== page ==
As public health officials work to immunize the population, inequities in the rates of vaccination in communities of color continue to reflect disparities. To address these disproportions, health officials are establishing clinics and sites within the actual communities where disparities have persisted.
The hope is that the relationship to the community will encourage more participation as the community is educated about COVID-19 testing and vaccination by the community.
Reverend Donald Smith, pastor of Holy Jerusalem Missionary Baptist Church, recently announced the expansion of the church’s COVID-19 testing program. The church will now also provide free vaccinations effective Saturday, May 1, for a “one-stop-shop” prevention program.
Currently the church provides COVID-19 testing from 10 a.m. to 6 p.m. Monday-Friday and from 10 a.m. to 4 p.m. on Saturday and Sunday at 1614 W. 59th Street. The church has been using this former Dunkin Donut building to administer the COVID-19 test, but now it will also provide vaccinations.
The pastor’s idea of ‘one-stop-shop’ means a person doesn’t have to go to one place for the test and then another for the vaccination, which has been the case for many people. “We like to think of ourselves as being a ‘one-stop-shop’ to get the COVID-19 test, as well as the shot,” said Smith.
The church also wants to insure people receive accurate information about COVID-19. Pastor Smith said, “We want to educate people because some have either had little or no education about COVID-19.”
The pastor shared concerns people have about taking the vaccines before or after being tested.
“A COVID-19 test isn’t a requirement to get a vaccine. But, if you’re sick or feeling under the weather you should absolutely reschedule your appointment and come back once you’re feeling better. Vaccine clinics are set up to maintain social distancing, but if you’re feeling bad, you shouldn’t risk exposing anyone. (If you’re sick, you should make sure you stay home from work and limit your exposure to others as much as possible.)
“It’s also worth mentioning this: The vaccine won’t cause you to test positive for COVID-19 either. If you test positive for COVID-19 after being vaccinated, it’s because you have actually contracted the SARS-CoV-2 virus.” – Dr. Emily Landon, executive medical director of infection control and prevention at the University of Chicago Medicine.
Education about testing is critical as the population continues to be vaccinated.
One of the reasons a person should be tested according to the CDC is because you have signs or symptoms of COVID-19 or were potentially exposed to the virus, regardless of vaccination status or prior infection. In this case, the CDC also recommends following the advice of your health care provider or a public health professional pending test result.
It is possible to have symptoms that are similar to the early signs of COVID-19, like allergies, the common cold, etc., which is why a person might be feeling sick or under the weather. In this case, a healthcare provider may ask a person to return when they feel better to minimize others being exposed by their presence in the clinic.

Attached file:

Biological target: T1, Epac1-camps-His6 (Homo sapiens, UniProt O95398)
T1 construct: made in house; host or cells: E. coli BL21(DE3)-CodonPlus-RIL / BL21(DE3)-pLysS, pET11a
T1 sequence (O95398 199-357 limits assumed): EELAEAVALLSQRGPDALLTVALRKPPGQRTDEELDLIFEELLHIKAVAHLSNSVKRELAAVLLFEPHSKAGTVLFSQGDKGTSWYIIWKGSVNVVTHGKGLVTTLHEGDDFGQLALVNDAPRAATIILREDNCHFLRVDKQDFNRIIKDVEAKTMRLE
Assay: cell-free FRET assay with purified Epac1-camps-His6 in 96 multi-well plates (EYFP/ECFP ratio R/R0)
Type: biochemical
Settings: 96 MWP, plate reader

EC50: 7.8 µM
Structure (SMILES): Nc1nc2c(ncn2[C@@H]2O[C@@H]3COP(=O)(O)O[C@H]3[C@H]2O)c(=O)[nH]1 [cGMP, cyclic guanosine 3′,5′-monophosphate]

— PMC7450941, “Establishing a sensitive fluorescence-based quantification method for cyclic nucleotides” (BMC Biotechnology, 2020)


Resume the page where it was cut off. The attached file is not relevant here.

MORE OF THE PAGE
Education about this virus is critical, Smith said, because “people don’t know that just because they have taken the vaccines doesn’t mean they are immune, because you can have a breakthrough.”
According to the Centers for Disease Control and Prevention (CDC) weekly data tracker, “Some people who are fully vaccinated against COVID-19 may still get sick because no vaccine is 100 percent effective.”
Last week, the CDC released data on the number of breakthrough infections of people who, even though they were vaccinated, still tested positive for COVID-19 more than 14 days after getting their second dose of a COVID-19 vaccine.
According to the CDC, as of last week, there were fewer than 6,000 “breakthrough” infections reported, which represents less than one percent of people who have been fully vaccinated.
The CDC report stated that of these, about 30 percent had no symptoms at all.
“Two recent CDC reports show that COVID-19 vaccines help protect people who are vaccinated from getting COVID-19 and may reduce severity of illness among people who get vaccinated but still get COVID-19,” the report stated.
That is why Smith is expanding his church’s outreach, to have more people get their vaccines because, “it will save your life, protect others and reduce the number of COVID-19 cases.”
Smith’s church initiative has provided COVID-19 testing to more than 1,000 people and is hoping to serve even more.
On Sunday, May 2, Smith will take his mobile unit and a portable tent and park outside of churches to make it more convenient for those who have yet to be tested or vaccinated.
“We are looking to come back to the Morgan Park area as well as to service companies wanting their employees to be tested,” Smith stated.
He is also hiring nurses to administer the vaccinations. “We love the community, and we want everyone to be tested and educated about this virus, and we want people to be comfortable getting the vaccine.”
According to the Illinois Department of Public Health (IDPH), there have been a total of 1,323,170 COVID-19 cases, 21,836 deaths and 22,318,791 total tests performed in Illinois.
So far, 30,845 people in Englewood (zip code 60621) have been tested and 2,249 cases according to the IDPH.
The only requirement to receive the vaccine is that you bring an ID.